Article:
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Re^3: File::Glob infinate loop with while loop unlike core glob function

by jpl (Monk)
on Jul 31, 2011 at 17:43 UTC ( #917708=note: print w/ replies, xml ) Need Help??


in reply to Re^2: File::Glob infinate loop with while loop unlike core glob function
in thread File::Glob infinite loop with while loop unlike core glob function

Beginning with v5.6.0, this operator is implemented using the standard "File::Glob" extension. See File::Glob for details, including "bsd_glob" which does not treat whitespace as a pattern separator.
When I look at File::Glob, I don't see it promising to do "while magic". I see it "returning a list". If the core glob took advantage of this functionality to determine the list it is ready to do "while magic" over, that is a decision made by the core, not (necessarily) a requirement on File::Glob. Regardless of how File::Glob might have been "improved" in the v5.6.0 era, it has been behaving in the stated way since then, and it is not "trivial" to modify that behavior now. That could break existing code, and the porters are notoriously (and justifiably) reluctant to do that.

I agree that emphasizing the absence of "while magic" in the File::Glob documentation could be helpful. I confess to having wondered what was causing the problem with gulliver's code, until I recalled that core glob can do what it does only by "magic". I'm not a big fan of "magic", in part because of problems like this.


Comment on Re^3: File::Glob infinate loop with while loop unlike core glob function
Re^4: File::Glob infinate loop with while loop unlike core glob function
by Anonymous Monk on Jul 31, 2011 at 21:10 UTC

    When I look at File::Glob, I don't see it promising to do "while magic".

    I never claimed it promised to do while magic, surely you can see that.

    You can also see that there no magic involved (just wantarray) if you UTSL, GLOB_NOMAGIC option notwithstanding.

     

    and it is not "trivial" to modify that behavior now.

    When I used "trivial" , it was obvious I was talking about the effort (copy/paste) and not the politics;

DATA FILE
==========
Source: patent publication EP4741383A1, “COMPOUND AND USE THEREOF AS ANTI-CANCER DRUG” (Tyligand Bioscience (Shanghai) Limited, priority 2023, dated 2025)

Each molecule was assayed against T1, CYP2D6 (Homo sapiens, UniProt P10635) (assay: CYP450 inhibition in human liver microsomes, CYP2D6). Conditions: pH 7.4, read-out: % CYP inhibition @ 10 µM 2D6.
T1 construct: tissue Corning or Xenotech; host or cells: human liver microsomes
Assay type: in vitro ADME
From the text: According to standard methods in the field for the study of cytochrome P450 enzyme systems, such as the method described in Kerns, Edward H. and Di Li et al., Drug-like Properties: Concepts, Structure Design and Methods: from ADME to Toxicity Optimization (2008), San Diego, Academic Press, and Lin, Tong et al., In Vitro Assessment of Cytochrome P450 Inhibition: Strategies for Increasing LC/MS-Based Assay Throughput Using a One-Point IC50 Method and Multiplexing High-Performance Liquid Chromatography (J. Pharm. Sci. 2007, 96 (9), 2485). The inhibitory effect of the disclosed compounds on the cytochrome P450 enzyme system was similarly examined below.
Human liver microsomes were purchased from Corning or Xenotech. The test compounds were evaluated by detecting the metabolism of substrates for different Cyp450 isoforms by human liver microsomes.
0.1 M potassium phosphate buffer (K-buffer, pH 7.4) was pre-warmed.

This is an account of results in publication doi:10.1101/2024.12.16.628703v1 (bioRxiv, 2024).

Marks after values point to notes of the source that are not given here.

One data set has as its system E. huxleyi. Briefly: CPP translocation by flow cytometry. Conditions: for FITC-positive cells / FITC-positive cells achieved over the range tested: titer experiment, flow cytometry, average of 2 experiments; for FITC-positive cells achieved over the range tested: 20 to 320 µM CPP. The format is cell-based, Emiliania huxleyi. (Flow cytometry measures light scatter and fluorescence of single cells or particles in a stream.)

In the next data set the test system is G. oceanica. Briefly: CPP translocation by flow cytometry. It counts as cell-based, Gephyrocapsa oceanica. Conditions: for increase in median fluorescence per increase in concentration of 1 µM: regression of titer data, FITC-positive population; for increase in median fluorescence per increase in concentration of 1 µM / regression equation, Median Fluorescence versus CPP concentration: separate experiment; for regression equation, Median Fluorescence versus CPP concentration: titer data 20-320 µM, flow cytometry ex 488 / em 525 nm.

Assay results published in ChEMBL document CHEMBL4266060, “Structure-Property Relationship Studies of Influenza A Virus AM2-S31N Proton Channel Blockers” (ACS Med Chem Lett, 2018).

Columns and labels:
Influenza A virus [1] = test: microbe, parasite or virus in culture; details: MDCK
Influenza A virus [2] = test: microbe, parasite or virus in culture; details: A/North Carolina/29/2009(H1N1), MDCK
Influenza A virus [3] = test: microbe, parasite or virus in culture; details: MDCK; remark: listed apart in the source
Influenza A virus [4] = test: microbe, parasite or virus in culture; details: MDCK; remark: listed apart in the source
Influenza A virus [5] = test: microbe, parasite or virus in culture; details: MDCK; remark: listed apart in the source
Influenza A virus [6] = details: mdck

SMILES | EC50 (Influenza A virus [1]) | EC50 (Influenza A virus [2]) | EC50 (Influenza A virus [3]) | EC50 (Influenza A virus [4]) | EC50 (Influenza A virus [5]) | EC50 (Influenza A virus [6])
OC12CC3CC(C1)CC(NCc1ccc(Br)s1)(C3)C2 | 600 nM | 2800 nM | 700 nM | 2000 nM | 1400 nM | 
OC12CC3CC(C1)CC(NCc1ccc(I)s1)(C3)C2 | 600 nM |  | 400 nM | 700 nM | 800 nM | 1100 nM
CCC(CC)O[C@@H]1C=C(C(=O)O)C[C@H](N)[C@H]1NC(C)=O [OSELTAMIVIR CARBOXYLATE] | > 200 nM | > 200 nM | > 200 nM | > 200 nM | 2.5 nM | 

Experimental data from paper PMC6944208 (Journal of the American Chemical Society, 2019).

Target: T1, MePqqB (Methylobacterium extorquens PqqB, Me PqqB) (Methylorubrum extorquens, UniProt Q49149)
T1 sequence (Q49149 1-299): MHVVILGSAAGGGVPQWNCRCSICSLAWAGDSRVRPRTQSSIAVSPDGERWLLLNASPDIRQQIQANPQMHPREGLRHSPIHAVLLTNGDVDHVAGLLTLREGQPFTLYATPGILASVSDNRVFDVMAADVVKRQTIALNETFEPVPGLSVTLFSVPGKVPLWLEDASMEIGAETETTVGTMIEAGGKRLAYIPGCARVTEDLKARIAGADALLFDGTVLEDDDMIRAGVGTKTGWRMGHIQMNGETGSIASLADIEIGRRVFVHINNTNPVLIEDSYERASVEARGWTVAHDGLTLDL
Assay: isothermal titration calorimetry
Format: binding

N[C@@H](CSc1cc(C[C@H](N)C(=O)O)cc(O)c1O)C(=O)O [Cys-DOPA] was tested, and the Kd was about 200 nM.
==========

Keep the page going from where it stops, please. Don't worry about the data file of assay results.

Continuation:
But yes, even the politics are "trivial" because File::Glob is a module, it already changes behaviour , it can do so again

    Cwd/File::Spec have changed behavior since 5.6.0, so can File::Glob; it doesn't have to live in CORE, it can become dual-lived like Cwd

     

    That could break existing code, and the porters are notoriously (and justifiably) reluctant to do that.

    If fixing an oversight breaks existing code, its worth any potential fallout

    It doesn't even have to break existing code, just make it do the right thing via ':globDWIM' or ':globwantarray' or ':globscalar' .. whatever tag makes most sense

    And AFAIC :) code that relies on the existing behaviour of a-list-in-scalar-context is unimportant and/or already broken ;) so it won't be affected much by a change :D

      You can also see that there no magic involved (just wantarray) if you UTSL, GLOB_NOMAGIC option notwithstanding.
      The "magic" is not in detecting the context in which you are invoked, it is in returning different scalar values when invoked with the same argument. This is not your math teacher's concept of a function. If you run this
      #!/usr/bin/perl -w use strict; use feature 'say'; say scalar(glob('*')); say scalar(glob('*')); say scalar(glob('*')) for (1..2);
      in a directory with more than one file, you'll get the same file, twice, then the same file and a different one. There's obviously some "hidden state" beyond scalar context. I choose to call this "magic", you can choose otherwise.
      The more I look at this, the more I'm coming around to your point of view. When I look at

      ext/File-Glob/t/global.t

      they appear to be doing extensive testing to make sure a glob overload behaves in the same way as the core glob, including loops using <> and explicit invocations of glob. If I modify global.t as follows

      4,5c4 < chdir 't' if -d 't'; < @INC = '../lib'; --- > chdir '/home/jpl/src/perl-5.14.1/t'; 94a94,111 > > @s = (); > while (glob("/tmp/dir with spaces/*")) { > push @s, $_; > last if (@s > 1000); > } > print(scalar(@s), "\n"); > print(join(" ", @s), "\n"); > > package Bar; > use File::Glob ':glob'; > @s = (); > while (glob("/tmp/dir with spaces/*")) { > push @s, $_; > last if (@s > 1000); > } > print(scalar(@s), "\n"); > # print(join(" ", @s), "\n");
      I get
      2 /tmp/dir with 1001
      at the end of the output (the directory has 3 entries). It's above my pay grade to figure out why this happens, or how to make the replacement using :glob behave as core glob does, but I'm running out of arguments why the current behavior is correct. Your suggestion of a new tag to get this behavior seems reasonable.

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